A. With the Napkin Force design under your criteria I gave:
1) the Light/Airborne Regiment (which is the only manoeuvre unit that I have) a battalion of artillery which has as its principle weapon 12 x Archer 155 mm for general purpose operations* and a weapon room switch to 16 x 120 mm portable mortars for use on airmobile/airborne operations.
2) In addition there is a general support regiment as part of the Army which has a battalion of 36 SHORAD systems and a battalion of 36 armed UAV or rocket launched loitering munitions systems, and
3) not quite artillery but the RCAF would have one squadron of 25 CH146 attack helicopters (until they finally buy AH64s), two squadrons of 30 F18s (until they buy F35s. I make my squadrons bigger than they are today) and a mixed squadron of 4 x RQ-4 and 6 x MQ-9A
* More likely is that we keep the M777, however, an Archer system saves on manpower in the constrained manning system that we have.
B. If, on the other hand, I was designing a system for Canada's Army of today's size I would choose the following:
1) a gun regiment of 18 x XM1299 155 mm self propelled howitzers* for each of one armoured BCT and for one mechanized BCT (I'm starting to go with BCT for any new brigade sized formations I design for commonality with the US and UK);
2) a gun regiment of 18 x the existing M777s for one light BCT (all excess guns go to the reserves);
3) one deep strike general support regiment with 2 x HIMARS batteries (six launchers each) and 2 x UAV and/or rocket launched loitering munitions batteries (36 launchers each);
4) one regiment of air defence systems** including 2 batteries of the M-SHORAD and 2 batteries of something with directed energy (or possibly 4 batteries of mixed systems of probably 18 x systems each); and
5) I would give the RCAF the same configuration as in the Napkin Force at A 3) above.
* I would probably go with a fully developed US XM1299 when it comes on stream with an autoloader and its characteristics become known. The US will produce them in large numbers and will continue to product improve them for a long life cycle. (and hell, considering our pace of procurement, the XM1277 will be in its A3 version by the time we get them) I would use it for both the ABCT and the MBCT to keep things to one product line for maintenance. Currently an M109A7 comes in at under 30 tons while an Archer comes in at 30 tons (as do LAV 6.0s give or take based on configuration) so there isn't a limiting difference when it comes to rear area mobility or air transportability (dimensions and loadability into C-17 might be an issue - the weight is fine but the new barrel length etc might be an issue - I presume that is being worked into the design specs).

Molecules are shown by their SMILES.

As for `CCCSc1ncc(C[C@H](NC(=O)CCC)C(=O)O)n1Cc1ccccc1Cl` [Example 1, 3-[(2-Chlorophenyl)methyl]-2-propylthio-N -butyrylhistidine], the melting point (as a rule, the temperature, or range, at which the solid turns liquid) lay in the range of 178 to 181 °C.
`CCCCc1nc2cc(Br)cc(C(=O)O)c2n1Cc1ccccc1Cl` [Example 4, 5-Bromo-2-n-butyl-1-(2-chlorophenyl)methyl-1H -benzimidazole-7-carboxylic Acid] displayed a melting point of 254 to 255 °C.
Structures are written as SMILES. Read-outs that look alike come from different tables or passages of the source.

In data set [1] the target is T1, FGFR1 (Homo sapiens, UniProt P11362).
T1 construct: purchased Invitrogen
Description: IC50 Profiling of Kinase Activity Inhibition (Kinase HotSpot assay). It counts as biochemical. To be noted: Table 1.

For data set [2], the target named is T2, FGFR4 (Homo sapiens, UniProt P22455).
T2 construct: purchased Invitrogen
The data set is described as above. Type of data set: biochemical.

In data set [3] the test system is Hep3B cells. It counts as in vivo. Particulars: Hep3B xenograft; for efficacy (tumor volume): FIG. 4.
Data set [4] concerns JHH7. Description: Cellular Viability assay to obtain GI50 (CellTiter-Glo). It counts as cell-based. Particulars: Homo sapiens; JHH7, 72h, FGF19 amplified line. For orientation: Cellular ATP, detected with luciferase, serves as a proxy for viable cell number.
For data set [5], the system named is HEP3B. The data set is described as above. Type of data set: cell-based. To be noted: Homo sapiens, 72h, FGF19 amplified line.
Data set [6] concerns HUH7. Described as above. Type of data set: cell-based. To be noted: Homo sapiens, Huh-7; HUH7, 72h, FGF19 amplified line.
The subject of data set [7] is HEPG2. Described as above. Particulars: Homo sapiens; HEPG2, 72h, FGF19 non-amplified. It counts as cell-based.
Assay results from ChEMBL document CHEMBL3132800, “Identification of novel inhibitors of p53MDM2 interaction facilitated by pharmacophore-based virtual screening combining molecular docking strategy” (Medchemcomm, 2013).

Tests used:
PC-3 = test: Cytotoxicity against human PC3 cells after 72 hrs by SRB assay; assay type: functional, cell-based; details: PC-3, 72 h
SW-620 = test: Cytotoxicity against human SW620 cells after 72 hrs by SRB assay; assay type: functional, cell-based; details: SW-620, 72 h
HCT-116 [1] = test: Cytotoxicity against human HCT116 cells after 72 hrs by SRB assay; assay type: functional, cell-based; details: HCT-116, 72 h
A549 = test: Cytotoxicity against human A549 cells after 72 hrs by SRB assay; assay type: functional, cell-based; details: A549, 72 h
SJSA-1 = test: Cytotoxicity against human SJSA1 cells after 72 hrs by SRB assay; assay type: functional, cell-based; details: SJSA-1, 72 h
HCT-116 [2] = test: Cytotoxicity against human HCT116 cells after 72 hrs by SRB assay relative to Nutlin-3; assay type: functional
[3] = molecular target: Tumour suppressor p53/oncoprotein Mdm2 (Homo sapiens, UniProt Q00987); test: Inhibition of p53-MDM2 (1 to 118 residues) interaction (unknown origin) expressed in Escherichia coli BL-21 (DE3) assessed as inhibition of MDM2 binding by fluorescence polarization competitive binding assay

Note as well that I would buy some extra XM1299 s for the reserves not so much as "training guns" but as battle loss spares. All artillery regiments would be manned as 30/70 to 40/60 total force regiments with the HQ battery, one gun battery and the OP battery being predominantly regular force, and two gun batteries and the STA battery being 100% reserve force. Similar for HIMARS, UAV/loitering, and AD but probably closer to 30/70. Therefore all Res F artillery units already have a total force role and are equipped.
** I would contemplate putting the four AD batteries under the GS regiment (rather than a separate AD regiment) as I expect on operations the entire AD regiment would never deploy. So long as there is or are sufficient C2 elements available within the GS Regiment that can be tailored to provide coordination of fire support, air support, STA support etc for two deployed operations simultaneously, then there is no need for both an AD and GS regimental HQ. My expectation is that in routine day-to-day operations we would employ the AD and GS resources probably in troop or battery(-) strength in support of independent battle groups and therefore GS command and coordination cells should be scalable from BG to BCT to above BCT.
If I were king.